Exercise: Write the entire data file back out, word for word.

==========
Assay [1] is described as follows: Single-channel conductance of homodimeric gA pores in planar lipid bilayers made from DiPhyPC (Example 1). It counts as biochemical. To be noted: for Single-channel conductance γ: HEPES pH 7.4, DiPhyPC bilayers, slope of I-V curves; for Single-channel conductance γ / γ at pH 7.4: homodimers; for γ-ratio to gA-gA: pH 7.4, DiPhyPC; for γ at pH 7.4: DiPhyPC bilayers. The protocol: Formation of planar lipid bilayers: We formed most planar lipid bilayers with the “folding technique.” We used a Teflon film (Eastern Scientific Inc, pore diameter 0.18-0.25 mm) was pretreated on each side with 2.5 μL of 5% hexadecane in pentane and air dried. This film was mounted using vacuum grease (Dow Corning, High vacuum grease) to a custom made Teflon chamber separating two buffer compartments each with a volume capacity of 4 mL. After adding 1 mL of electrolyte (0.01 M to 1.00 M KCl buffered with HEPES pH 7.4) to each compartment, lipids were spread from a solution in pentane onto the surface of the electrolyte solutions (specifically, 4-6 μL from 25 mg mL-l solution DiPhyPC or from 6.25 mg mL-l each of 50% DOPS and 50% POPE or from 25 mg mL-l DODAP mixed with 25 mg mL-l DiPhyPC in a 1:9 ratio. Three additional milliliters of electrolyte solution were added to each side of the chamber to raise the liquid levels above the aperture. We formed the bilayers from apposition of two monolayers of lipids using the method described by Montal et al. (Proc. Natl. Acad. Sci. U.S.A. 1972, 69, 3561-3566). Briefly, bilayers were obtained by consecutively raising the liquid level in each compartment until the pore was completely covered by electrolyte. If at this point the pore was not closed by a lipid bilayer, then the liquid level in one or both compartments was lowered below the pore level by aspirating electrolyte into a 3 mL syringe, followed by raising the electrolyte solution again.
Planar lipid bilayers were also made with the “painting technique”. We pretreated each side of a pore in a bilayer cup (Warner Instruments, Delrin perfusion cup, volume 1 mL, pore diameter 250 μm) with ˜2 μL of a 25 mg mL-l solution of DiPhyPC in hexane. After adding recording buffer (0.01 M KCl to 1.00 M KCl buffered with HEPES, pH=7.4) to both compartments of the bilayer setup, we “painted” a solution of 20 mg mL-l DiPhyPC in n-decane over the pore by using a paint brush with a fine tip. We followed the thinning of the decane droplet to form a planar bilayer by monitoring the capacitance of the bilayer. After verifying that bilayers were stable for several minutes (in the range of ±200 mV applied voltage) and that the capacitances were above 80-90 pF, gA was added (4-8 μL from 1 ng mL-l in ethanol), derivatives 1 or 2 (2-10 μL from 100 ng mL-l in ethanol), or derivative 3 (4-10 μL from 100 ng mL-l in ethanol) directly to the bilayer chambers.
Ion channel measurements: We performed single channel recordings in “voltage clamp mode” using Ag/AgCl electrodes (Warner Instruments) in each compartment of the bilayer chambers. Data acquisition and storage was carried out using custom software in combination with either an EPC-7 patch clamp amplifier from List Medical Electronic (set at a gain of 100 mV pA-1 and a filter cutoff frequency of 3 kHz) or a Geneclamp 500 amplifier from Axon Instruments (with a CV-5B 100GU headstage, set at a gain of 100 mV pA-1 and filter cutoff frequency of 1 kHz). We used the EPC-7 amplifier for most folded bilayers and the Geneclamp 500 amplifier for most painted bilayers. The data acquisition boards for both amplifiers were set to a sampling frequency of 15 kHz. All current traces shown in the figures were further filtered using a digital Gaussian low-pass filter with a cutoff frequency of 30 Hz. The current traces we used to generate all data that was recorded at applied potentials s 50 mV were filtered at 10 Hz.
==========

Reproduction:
Assay [1] is described as follows: Single-channel conductance of homodimeric gA pores in planar lipid bilayers made from DiPhyPC (Example 1). It counts as biochemical. To be noted: for Single-channel conductance γ: HEPES pH 7.4, DiPhyPC bilayers, slope of I-V curves; for Single-channel conductance γ / γ at pH 7.4: homodimers; for γ-ratio to gA-gA: pH 7.4, DiPhyPC; for γ at pH 7.4: DiPhyPC bilayers. The protocol: Formation of planar lipid bilayers: We formed most planar lipid bilayers with the “folding technique.” We used a Teflon film (Eastern Scientific Inc, pore diameter 0.18-0.25 mm) was pretreated on each side with 2.5 μL of 5% hexadecane in pentane and air dried. This film was mounted using vacuum grease (Dow Corning, High vacuum grease) to a custom made Teflon chamber separating two buffer compartments each with a volume capacity of 4 mL. After adding 1 mL of electrolyte (0.01 M to 1.00 M KCl buffered with HEPES pH 7.4) to each compartment, lipids were spread from a solution in pentane onto the surface of the electrolyte solutions (specifically, 4-6 μL from 25 mg mL-l solution DiPhyPC or from 6.25 mg mL-l each of 50% DOPS and 50% POPE or from 25 mg mL-l DODAP mixed with 25 mg mL-l DiPhyPC in a 1:9 ratio. Three additional milliliters of electrolyte solution were added to each side of the chamber to raise the liquid levels above the aperture. We formed the bilayers from apposition of two monolayers of lipids using the method described by Montal et al. (Proc. Natl. Acad. Sci. U.S.A. 1972, 69, 3561-3566). Briefly, bilayers were obtained by consecutively raising the liquid level in each compartment until the pore was completely covered by electrolyte. If at this point the pore was not closed by a lipid bilayer, then the liquid level in one or both compartments was lowered below the pore level by aspirating electrolyte into a 3 mL syringe, followed by raising the electrolyte solution again.
Planar lipid bilayers were also made with the “painting technique”. We pretreated each side of a pore in a bilayer cup (Warner Instruments, Delrin perfusion cup, volume 1 mL, pore diameter 250 μm) with ˜2 μL of a 25 mg mL-l solution of DiPhyPC in hexane. After adding recording buffer (0.01 M KCl to 1.00 M KCl buffered with HEPES, pH=7.4) to both compartments of the bilayer setup, we “painted” a solution of 20 mg mL-l DiPhyPC in n-decane over the pore by using a paint brush with a fine tip. We followed the thinning of the decane droplet to form a planar bilayer by monitoring the capacitance of the bilayer. After verifying that bilayers were stable for several minutes (in the range of ±200 mV applied voltage) and that the capacitances were above 80-90 pF, gA was added (4-8 μL from 1 ng mL-l in ethanol), derivatives 1 or 2 (2-10 μL from 100 ng mL-l in ethanol), or derivative 3 (4-10 μL from 100 ng mL-l in ethanol) directly to the bilayer chambers.
Ion channel measurements: We performed single channel recordings in “voltage clamp mode” using Ag/AgCl electrodes (Warner Instruments) in each compartment of the bilayer chambers. Data acquisition and storage was carried out using custom software in combination with either an EPC-7 patch clamp amplifier from List Medical Electronic (set at a gain of 100 mV pA-1 and a filter cutoff frequency of 3 kHz) or a Geneclamp 500 amplifier from Axon Instruments (with a CV-5B 100GU headstage, set at a gain of 100 mV pA-1 and filter cutoff frequency of 1 kHz). We used the EPC-7 amplifier for most folded bilayers and the Geneclamp 500 amplifier for most painted bilayers. The data acquisition boards for both amplifiers were set to a sampling frequency of 15 kHz. All current traces shown in the figures were further filtered using a digital Gaussian low-pass filter with a cutoff frequency of 30 Hz. The current traces we used to generate all data that was recorded at applied potentials s 50 mV were filtered at 10 Hz.